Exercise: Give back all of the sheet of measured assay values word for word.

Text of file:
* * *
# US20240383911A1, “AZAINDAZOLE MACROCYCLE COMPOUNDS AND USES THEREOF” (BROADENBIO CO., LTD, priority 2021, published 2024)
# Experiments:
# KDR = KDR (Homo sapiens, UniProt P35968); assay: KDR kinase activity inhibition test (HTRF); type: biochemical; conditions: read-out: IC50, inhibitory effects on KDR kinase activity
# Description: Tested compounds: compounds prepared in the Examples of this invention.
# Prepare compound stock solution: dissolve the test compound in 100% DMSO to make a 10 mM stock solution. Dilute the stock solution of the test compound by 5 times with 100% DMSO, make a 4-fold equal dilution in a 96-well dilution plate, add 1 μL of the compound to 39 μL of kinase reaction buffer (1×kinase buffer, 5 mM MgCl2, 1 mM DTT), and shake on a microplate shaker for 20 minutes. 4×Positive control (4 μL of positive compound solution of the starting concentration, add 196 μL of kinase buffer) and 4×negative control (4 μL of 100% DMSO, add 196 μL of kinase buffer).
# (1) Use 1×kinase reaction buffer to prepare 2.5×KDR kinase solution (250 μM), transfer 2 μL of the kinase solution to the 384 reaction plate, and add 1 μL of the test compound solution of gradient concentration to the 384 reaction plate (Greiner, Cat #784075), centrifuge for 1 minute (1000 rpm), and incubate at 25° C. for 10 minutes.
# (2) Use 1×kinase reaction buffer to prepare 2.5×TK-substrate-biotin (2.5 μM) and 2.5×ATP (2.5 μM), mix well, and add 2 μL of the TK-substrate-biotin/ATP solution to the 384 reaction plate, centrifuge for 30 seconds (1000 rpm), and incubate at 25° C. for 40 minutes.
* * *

# US20240383911A1, “AZAINDAZOLE MACROCYCLE COMPOUNDS AND USES THEREOF” (BROADENBIO CO., LTD, priority 2021, published 2024)
# Experiments:
# KDR = KDR (Homo sapiens, UniProt P35968); assay: KDR kinase activity inhibition test (HTRF); type: biochemical; conditions: read-out: IC50, inhibitory effects on KDR kinase activity
# Description: Tested compounds: compounds prepared in the Examples of this invention.
# Prepare compound stock solution: dissolve the test compound in 100% DMSO to make a 10 mM stock solution. Dilute the stock solution of the test compound by 5 times with 100% DMSO, make a 4-fold equal dilution in a 96-well dilution plate, add 1 μL of the compound to 39 μL of kinase reaction buffer (1×kinase buffer, 5 mM MgCl2, 1 mM DTT), and shake on a microplate shaker for 20 minutes. 4×Positive control (4 μL of positive compound solution of the starting concentration, add 196 μL of kinase buffer) and 4×negative control (4 μL of 100% DMSO, add 196 μL of kinase buffer).
# (1) Use 1×kinase reaction buffer to prepare 2.5×KDR kinase solution (250 μM), transfer 2 μL of the kinase solution to the 384 reaction plate, and add 1 μL of the test compound solution of gradient concentration to the 384 reaction plate (Greiner, Cat #784075), centrifuge for 1 minute (1000 rpm), and incubate at 25° C. for 10 minutes.
# (2) Use 1×kinase reaction buffer to prepare 2.5×TK-substrate-biotin (2.5 μM) and 2.5×ATP (2.5 μM), mix well, and add 2 μL of the TK-substrate-biotin/ATP solution to the 384 reaction plate, centrifuge for 30 seconds (1000 rpm), and incubate at 25° C. for 40 minutes.